Do I advocate helicoptering? No, I do not; it would give me a certain piece of mind but it isn’t of benefit to my kids. They need to test, to try, to explore. They need to make mistakes, even screw up royally from time to time. At the same time, the younger the child, the less complete and set a person that child is. Which is amazing and wonderful because they are so. very. Flexible. Much more flexible than we grown-ups are.
They are also so. Very. Fragile.
Pile on too much responsibility before the kiddo is ready and you run the risk of breaking something vital.
The amount of responsibility children can handle is entirely dependent on the temperament and strengths of an individual child. Advance too slowly and the kids come to expect everything to be done for them, expect to be able to do what they want, when they want, with no consequences. They develop an expectation there will always be someone else around to clean up their messes, be those disasters piles of toys or a totaled car. Advance too fast, though, and you risk anxiety and resentment, both of which inhibit progress and trust down the road.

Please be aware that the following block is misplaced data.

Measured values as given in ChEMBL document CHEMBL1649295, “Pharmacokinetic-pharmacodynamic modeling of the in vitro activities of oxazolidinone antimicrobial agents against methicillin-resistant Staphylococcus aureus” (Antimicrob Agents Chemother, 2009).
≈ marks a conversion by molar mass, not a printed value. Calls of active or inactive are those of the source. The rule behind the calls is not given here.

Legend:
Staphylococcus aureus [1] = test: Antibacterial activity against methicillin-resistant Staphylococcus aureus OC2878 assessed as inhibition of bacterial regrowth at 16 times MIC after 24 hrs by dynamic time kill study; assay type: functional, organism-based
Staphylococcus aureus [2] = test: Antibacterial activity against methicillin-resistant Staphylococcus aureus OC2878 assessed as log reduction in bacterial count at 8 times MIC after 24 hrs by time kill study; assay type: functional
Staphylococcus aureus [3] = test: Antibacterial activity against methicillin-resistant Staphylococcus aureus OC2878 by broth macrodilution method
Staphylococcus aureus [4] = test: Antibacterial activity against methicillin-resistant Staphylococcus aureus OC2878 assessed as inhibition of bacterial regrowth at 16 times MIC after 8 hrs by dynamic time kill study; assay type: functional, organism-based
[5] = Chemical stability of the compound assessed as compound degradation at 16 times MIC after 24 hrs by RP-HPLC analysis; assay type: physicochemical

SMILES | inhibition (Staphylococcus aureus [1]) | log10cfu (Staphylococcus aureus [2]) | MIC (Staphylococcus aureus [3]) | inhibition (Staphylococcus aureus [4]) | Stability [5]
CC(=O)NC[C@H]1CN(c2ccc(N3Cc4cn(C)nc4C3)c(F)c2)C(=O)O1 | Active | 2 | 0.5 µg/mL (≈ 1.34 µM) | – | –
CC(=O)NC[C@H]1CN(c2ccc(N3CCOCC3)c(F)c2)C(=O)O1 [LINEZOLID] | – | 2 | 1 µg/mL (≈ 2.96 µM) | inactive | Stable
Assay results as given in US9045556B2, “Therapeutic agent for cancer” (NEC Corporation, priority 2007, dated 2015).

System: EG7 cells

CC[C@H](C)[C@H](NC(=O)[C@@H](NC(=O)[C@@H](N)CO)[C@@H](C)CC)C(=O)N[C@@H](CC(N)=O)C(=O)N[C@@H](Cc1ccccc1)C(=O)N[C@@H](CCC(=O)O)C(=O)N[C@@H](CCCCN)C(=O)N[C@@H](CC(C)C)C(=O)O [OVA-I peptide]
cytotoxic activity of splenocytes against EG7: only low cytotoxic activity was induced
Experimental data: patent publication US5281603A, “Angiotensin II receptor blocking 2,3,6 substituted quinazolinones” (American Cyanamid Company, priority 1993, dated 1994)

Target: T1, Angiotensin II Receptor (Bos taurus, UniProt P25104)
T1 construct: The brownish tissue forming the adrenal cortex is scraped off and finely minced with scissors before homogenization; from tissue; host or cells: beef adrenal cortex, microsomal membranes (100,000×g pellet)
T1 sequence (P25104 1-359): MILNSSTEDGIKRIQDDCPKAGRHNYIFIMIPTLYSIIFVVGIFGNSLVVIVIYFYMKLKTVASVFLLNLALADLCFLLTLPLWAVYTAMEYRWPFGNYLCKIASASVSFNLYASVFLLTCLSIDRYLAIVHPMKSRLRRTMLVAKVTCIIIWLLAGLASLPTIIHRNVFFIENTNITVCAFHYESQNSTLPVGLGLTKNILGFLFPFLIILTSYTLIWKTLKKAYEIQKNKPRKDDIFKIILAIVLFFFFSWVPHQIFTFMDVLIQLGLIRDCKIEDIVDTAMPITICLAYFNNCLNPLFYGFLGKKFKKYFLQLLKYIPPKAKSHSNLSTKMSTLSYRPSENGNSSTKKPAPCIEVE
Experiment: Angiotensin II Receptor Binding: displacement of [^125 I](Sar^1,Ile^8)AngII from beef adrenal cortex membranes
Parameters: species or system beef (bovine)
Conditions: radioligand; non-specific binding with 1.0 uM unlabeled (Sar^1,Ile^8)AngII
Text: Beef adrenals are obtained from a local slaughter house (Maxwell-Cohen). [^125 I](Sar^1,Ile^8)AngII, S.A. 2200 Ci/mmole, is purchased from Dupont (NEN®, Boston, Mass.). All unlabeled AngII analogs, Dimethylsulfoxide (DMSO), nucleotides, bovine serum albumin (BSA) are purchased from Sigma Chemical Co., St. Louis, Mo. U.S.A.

Seriously, who decided this parenting thing should have so many trip-wires and booby-traps?
Only a parent who knows her children well can determine the degree of responsibility those kids are capable of accepting. How do we get to know them? Same way we get to know other adults. Spend time with them. Listen to them. Pay attention to their play, the questions they choose to ask, the books they want to read. Their fears, their dreams, their favorite part of the day. Their worries, their analyses, their thoughts on life, the universe, and everything.
Listen when they tell you something doesn’t feel right, when something makes them uncomfortable. When they think something is flat out wrong. Listen and acknowledge and help them assess. Help them forecast the possible consequences and the way those consequences are reflected by their choices, by cause and effect. Sometimes, we have to do things we’d prefer not to do, that’s part of life, but if they really think something is wrong, back their play. As long as they understand, they (and you) may have to pay a price for holding their stance.
Don’t put more on them than they’re able to carry. Chores? Sure. Homework? Absolutely. Helping with siblings, pets, meal planning and prep? As long as they have the motor and cognitive skills to match the task, then they should be helping. Your family is their family and everyone should take part as far as they’re able. Everyone should be responsible for its smooth function, its daily routines, the contentment of al members.